• dossier •
dah-see-ye, do-see-ye • Hear it!
Part of Speech: Noun
Meaning: A file containing documents about a particular person, event, or subject.
Notes: Look out for the spelling of today's Good Word. This word preserves the French spelling but not the accent on the final syllable. Since dossiers are usually filed, it is often replaced by file. Dossier implies an ordered, perhaps secret, file. This word has not spawned any derivational offspring, except a plural: dossiers.
In Play: Sometimes dossiers contain so little information as to require little organization: "Bulldog Drummond's dossier contained the following rather sketchy note: 'Good speaker; clever; unscrupulous. Requires big money; worth it. Drinks.'" Other times they are so well organized they could be published: "Rhoda Book's first novel was more or less a dossier about herself."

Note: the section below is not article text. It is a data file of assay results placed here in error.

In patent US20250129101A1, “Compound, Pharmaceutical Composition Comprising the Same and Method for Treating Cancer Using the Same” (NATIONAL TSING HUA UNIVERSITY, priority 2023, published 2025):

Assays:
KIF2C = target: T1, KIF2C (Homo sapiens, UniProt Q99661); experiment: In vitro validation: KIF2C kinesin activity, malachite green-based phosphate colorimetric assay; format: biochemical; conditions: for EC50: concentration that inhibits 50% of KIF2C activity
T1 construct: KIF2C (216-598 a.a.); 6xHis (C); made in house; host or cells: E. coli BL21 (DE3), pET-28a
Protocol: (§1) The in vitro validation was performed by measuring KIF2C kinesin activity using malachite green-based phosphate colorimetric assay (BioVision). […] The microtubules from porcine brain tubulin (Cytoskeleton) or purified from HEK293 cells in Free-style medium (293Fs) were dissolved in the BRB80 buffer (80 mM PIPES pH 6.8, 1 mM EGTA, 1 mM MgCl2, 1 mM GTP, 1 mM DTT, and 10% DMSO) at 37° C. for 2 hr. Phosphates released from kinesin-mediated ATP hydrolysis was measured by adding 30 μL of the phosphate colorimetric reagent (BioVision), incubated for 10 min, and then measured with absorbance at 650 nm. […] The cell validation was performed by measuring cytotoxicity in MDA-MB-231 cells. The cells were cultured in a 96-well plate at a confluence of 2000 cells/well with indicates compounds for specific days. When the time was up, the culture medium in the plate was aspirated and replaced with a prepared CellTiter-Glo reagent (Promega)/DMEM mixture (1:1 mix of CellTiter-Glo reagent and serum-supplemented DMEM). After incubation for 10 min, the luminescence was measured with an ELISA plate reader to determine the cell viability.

Word History: Today's Good Word was plain out swiped from French dossier "bundle of papers labeled on the back". The word was based on dos "back", the residual of Vulgar Latin dossum, a variant of Latin dorsum "back". Dorsum underlies dorsalis "of/on the back", the origin of English dorsal. No more is known about dorsum. No other Indo-European language shows any evidence of it. (If we kept a dossier on George Kovac, it would be thick with excellent Good Word suggestions like today's.)
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